Source | LinkedIn : By LinkedIn Daily Rundown (UK)
This week, the Daily Rundown is keeping you up to date with the world of work and the big ideas shaping 2018 (and beyond). Read on and join the conversation.
The best time to search for a new job? When you think you need it least. “There’s only so much you as an employee can control when it comes to your career path,” writes Lars Schmidt in Fast Company. What you do have control over, Schmidt says, is planning your next step – even if you don’t want to take it quite yet. Schmidt recommends making small moves to get your career on the right track, including building relationships with people in your chosen field, cultivating your existing network, and blogging to share your expertise.
Remote work can be a company’s salvation – but it’s often used as a scapegoat when a company undergoes periods of turmoil, according to Aha! CEO Brian de Haaff.Instead of banning remote work at a time when a company may need it most, it’s crucial to identify the underlying problems: “Companies need to take a hard look at what is causing organisational strife and dysfunction,” according to de Haaff, who says blaming distributed workforces will just exacerbate existing problems.
When faced with a difficult situation outside of the office, it may be best to let your coworkers know, experts told the Harvard Business Review. You don’t have to divulge every detail, but sharing what you feel comfortable with can help motivate coworkers to pitch in. “If the situation is interfering with your ability to complete your job, it’s likely that your coworkers may already realise something is amiss,” says Washington University Professor Ashley Hardin. The important thing to remember is that there is no right answer: You should do what’s best for you, which can sometimes even mean coming into the office.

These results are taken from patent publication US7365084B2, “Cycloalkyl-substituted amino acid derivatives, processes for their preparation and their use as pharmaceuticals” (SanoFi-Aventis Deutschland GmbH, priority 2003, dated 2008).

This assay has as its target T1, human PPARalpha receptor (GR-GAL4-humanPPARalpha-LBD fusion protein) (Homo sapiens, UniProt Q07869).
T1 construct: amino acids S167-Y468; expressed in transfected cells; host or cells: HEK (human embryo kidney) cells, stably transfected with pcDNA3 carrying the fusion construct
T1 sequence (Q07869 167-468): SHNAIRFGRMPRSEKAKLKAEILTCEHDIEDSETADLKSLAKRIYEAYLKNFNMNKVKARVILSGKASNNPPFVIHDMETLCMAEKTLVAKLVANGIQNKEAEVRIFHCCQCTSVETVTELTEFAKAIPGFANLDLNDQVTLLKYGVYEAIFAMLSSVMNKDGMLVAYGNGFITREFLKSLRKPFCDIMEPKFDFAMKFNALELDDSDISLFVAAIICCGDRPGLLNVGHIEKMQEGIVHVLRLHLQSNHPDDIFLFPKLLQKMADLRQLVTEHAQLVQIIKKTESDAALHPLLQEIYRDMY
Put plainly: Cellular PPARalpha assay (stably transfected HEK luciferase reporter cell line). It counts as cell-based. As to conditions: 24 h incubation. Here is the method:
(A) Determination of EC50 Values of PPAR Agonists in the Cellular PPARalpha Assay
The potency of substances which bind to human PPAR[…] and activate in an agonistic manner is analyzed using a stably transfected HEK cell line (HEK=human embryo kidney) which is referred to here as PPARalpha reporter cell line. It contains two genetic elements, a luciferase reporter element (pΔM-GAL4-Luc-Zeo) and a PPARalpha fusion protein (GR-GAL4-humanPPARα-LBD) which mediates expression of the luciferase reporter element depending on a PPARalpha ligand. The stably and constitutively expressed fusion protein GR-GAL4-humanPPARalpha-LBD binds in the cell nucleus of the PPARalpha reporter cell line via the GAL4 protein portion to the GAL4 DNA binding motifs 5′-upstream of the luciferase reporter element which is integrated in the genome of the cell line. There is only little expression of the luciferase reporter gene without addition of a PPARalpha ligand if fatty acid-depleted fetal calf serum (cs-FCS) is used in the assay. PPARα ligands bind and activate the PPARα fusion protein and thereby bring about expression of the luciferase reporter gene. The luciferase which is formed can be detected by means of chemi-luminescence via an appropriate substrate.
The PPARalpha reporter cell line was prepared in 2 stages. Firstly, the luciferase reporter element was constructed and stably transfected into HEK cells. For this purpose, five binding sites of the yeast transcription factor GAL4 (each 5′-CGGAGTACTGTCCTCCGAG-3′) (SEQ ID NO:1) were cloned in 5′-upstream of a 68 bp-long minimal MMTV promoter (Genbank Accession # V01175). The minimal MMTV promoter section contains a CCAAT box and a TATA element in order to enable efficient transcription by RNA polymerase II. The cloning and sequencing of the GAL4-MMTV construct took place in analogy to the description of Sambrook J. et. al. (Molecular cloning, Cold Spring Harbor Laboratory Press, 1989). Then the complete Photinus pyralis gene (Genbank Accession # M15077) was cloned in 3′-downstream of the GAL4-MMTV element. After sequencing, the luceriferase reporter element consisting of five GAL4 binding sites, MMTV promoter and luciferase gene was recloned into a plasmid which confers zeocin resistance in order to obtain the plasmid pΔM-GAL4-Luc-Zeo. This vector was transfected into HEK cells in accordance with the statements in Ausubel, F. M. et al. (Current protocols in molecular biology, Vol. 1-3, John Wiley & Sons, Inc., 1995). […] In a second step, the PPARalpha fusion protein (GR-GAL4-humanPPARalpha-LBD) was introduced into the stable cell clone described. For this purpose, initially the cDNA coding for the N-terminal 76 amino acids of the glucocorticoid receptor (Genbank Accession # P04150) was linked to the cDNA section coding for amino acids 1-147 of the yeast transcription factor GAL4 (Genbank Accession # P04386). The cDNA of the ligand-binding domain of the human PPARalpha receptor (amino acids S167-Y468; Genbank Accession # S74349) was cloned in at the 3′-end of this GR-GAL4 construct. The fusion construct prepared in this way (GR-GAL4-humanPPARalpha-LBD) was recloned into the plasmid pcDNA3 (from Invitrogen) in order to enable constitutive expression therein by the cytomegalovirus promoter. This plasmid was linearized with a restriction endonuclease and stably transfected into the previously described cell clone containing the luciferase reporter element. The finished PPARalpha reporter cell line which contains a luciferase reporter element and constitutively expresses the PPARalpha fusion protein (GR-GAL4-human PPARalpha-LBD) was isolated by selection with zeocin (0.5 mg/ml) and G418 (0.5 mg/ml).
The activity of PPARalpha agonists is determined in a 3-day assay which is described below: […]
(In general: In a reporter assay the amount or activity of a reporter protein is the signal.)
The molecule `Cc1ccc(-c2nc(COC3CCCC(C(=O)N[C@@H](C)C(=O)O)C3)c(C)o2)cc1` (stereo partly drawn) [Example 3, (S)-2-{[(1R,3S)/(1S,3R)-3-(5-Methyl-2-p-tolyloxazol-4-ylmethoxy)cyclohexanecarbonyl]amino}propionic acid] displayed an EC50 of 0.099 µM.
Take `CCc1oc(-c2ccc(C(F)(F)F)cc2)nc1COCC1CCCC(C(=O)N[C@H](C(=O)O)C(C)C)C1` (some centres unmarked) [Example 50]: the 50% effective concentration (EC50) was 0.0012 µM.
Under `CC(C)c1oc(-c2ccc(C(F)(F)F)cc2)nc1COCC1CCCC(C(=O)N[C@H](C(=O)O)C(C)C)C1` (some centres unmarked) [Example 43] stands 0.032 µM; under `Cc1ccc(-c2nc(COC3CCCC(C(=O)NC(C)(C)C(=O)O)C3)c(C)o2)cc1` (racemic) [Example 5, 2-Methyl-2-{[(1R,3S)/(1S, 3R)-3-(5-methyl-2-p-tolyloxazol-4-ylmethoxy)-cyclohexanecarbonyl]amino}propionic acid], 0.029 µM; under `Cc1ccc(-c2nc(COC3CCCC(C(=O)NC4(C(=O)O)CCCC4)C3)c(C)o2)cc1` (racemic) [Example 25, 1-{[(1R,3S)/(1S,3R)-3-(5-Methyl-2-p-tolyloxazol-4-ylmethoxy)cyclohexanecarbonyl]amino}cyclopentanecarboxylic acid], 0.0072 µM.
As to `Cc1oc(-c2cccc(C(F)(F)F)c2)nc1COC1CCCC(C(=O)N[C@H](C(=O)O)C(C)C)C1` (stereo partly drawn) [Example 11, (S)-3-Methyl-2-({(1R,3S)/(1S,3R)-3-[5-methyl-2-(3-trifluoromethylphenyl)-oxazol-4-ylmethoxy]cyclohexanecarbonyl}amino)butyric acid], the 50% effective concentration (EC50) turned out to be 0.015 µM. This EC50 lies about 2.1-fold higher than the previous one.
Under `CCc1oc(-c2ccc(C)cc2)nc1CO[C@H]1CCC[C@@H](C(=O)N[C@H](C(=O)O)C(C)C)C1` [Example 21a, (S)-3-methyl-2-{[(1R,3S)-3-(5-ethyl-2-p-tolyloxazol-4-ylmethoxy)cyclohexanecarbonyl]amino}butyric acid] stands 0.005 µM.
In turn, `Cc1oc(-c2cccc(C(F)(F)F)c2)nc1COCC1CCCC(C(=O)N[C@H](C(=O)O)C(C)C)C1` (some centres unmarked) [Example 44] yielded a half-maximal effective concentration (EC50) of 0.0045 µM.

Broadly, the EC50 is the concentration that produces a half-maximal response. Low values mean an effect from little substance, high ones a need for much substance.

Increasing numbers of the mega-rich are donating during their lifetimes, The Atlantic reports. Some argue the rise of “big philanthropy” contributes to an “unequal balance of power in society” – giving the Buffetts or Koch Brothers of the world influence previously only held by governments. But even politically motivated donations benefit society, argues Joel Fleishman, director of the Center for Strategic Philanthropy and Civil Society at Duke University; these massive gifts still attempt to tackle some of the world’s biggest issues. “If you have more individuals who want to spend their wealth in ways that they think benefits society, I believe society benefits significantly from it.”